"Top Five" greatest songs of all time


Each week, this list is your home for subjectively picked songs that are the best and brightest in a mélange of randomly conceived categories. But this week, let’s throw subjectivity out the window. The songs on this list are truly the upper echelon of the worldwide music landscape – the tiny bubbles of foam at the top of a pint of freshly poured draft beer, the cherry on top of an ice cream sundae. The artists on this list have provided listeners with a lifetime of musical enjoyment with these songs and are deserving of constant praise and recognition. Yes, it’s been danced around for months in this column, but here are the five best songs ever recorded. Ever.

“Rollin” – Limp Bizkit
What the Beatles are to Liverpool, Limp Bizkit is to Jacksonville. No Jacksonville band has better captured the culture, attitude and lifestyle of the city like this group of musical virtuosos. When listing the best songwriters of all time, frontman Fred Durst has to get some consideration along with greats like Bob Dylan, Brian Wilson and Paul Simon. How can you argue this after hearing the lyrics “Move in, now move out/ Hands up, now hands down/ Back up, back up/ Tell me what you’re gonna do now/ Breathe in, now breathe out/ Hands up, now hands down/ Back up, back up/ Tell me what you’re gonna do now/ Keep rollin’ rollin’ rollin’ rollin’”? It’s unclear why this song wasn’t considered for a Pulitzer Prize in music, but rest assured someone on the deciding board lost their job because of it.

“We Built this City” – Starship
What happens when hippie musicians (Jefferson Airplane) grow up and stop making important psychedelic music at the frontline of the counter-culture movement of the ‘60s? They take corporate money and write a song against taking corporate money. And when you write a powerhouse of a song like this one, you deserve all the money you make, no matter how ironic it is. In this song, record executives – who obviously know the most about music – created beautifully synthesized, slickly-polished instrumentation that is carried out by singer Grace Slick and the best studio musicians’ money can buy. Starship rattles off the soundtrack to the everyday heroes of the rat race who put their backs into their living on a quarterly basis on Wall Street. On top of that, the song’s lyrics serve as a constant reminder that rock and roll rebellion owes a debt of gratitude to Jefferson Airplane, Jefferson Starship, Starship or whatever they decide to call the band that day. There is absolutely nothing pretentious or greedy about this song.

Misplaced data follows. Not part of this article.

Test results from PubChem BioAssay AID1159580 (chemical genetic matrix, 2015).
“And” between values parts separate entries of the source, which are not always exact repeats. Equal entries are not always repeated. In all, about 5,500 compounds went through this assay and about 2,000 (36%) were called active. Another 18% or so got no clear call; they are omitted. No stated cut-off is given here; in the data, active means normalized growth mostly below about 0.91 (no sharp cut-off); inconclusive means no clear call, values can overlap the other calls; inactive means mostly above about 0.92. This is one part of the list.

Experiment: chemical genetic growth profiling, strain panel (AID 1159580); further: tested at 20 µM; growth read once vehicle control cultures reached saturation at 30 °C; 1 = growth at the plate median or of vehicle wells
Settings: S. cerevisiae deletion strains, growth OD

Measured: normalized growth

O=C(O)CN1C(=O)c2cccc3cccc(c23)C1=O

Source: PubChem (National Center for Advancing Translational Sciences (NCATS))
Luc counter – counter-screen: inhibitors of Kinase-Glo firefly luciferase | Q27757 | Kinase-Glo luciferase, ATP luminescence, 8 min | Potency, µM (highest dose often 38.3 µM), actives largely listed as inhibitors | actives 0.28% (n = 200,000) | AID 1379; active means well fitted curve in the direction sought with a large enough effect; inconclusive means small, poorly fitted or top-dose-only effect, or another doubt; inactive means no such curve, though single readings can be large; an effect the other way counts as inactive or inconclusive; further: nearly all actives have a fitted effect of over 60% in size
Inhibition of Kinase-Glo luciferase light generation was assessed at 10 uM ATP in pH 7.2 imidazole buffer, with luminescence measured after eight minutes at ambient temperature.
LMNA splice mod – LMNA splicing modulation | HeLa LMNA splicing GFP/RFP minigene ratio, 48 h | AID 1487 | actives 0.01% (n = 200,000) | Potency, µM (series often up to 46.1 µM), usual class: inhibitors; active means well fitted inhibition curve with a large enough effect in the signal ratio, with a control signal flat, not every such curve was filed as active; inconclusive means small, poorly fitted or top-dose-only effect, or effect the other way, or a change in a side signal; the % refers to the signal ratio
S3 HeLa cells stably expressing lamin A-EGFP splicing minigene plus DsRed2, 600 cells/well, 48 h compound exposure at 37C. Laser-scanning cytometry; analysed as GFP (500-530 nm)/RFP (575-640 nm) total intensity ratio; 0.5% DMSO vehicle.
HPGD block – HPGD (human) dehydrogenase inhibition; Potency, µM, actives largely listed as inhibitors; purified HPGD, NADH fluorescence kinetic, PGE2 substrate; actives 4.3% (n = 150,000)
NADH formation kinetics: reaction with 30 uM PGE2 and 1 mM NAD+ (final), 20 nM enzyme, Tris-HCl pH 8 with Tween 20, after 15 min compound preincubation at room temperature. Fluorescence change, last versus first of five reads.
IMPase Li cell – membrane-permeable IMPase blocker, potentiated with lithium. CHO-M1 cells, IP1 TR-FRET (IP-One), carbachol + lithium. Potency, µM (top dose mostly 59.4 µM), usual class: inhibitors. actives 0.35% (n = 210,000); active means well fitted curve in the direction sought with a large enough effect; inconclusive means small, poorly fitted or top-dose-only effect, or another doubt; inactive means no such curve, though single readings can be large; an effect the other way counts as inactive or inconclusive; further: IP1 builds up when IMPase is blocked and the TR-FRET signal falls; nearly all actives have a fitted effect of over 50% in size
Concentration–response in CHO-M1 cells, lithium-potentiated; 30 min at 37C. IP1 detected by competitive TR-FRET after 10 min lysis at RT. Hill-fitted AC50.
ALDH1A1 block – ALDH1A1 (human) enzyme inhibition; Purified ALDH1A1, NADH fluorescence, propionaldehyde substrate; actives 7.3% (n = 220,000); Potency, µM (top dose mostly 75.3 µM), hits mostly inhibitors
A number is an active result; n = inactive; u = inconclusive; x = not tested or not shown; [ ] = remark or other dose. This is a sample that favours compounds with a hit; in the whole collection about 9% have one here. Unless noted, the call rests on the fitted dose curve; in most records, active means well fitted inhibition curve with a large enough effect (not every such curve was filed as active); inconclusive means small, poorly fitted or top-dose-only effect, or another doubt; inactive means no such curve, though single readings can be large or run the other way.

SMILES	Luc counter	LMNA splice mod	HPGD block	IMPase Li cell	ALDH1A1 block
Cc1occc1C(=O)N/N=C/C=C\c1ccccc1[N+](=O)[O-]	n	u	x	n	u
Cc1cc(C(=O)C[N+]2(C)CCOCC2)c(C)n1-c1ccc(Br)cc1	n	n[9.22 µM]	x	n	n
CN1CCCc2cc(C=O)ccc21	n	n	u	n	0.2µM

“What’s Up?” – 4 Non Blondes
In music, it’s rare when the stars align and a popular genre of music comes out from the underground and finds its rallying anthem. But grunge music found its perfect storm when these dreadlocked, drop-dead-delicious-divas hit the scene in the early ‘90s. While their peers were busy writing socially conscious and anti-mainstream songs, 4 Non Blondes went in a refreshingly different direction with this tune. Who needs to elicit change when you can just proclaim lyrically: “I said hey! What’s goin’ on?/ And I sing hey-yeah-yea-eah, eah hey yea yea/ I said hey! What’s goin’ on?/ oooh, oo! ooh-hoo-hoo-hoo-hoo/ oo-ooh-hoo-hoo-hoo-hoooo-ahh-haa”? And their influence didn’t stop with this genius-level social commentary. Who could forget vocalist Linda Perry’s top hat adorned with ski goggles from the video? From Paris to Milan to New York, her uber-practical look for all seasons is still being celebrated.

“Courtesy of the Red, White and Blue (The Angry American)” – Toby Keith
Git-R-Done! This country is great. So freakin’ great, we can write songs about being an unapologetically imperialistic bully on the world stage. Toby Keith reminds us all that it’s perfectly fine to pound our chests in an orgasmically patriotic way and denounce those whose ideas and culture we don’t understand. When Keith sings: “Justice will be served/ And the battle will rage/ This big dog will fight/ When you rattle his cage/ And you’ll be sorry that you messed with/ The U.S. of A./ cause well put a boot in your ass/ It’s the American way,” the bloodlust he evokes is so damn enjoyable, you’ll be hard-pressed to keep your 1985 Chevy Blazer with 44-inch swamper tires on the trail, at least without spilling your can of beer and tobacco spit cup. Amen, brother.

“Butterfly” – Crazy Town
Why is it that semi-buff, tattooed, shirtless guys with bleached hair always make the best music? It’s a mystery, but the guys in Crazy Town sure adhere to this formula. However, the appeal doesn’t stop there. By calling themselves “Shifty Shellshock” and “Epic,” these two upstanding L.A.-natives further legitimized their talent by creating personas that everyone who shops at Hot Topic can look up to. Whether you work at a 7-11, sell pot to middle-schoolers out of a dark van or dress like a prostitute and sweat out your troubles on the dance floor with a fist full of ecstasy, this song is for you. And if you love double entendres and one of the sickest, most complex beats ever carved into wax, you’re enthralled when “Come my lady/ Come, come my lady/ You’re my butterfly/ Sugar, baby/ Come my lady, you’re my pretty baby,/ I’ll make your legs shake/ You make me go crazy,” pumps through a club.

Compiled by Jason Yurgartis.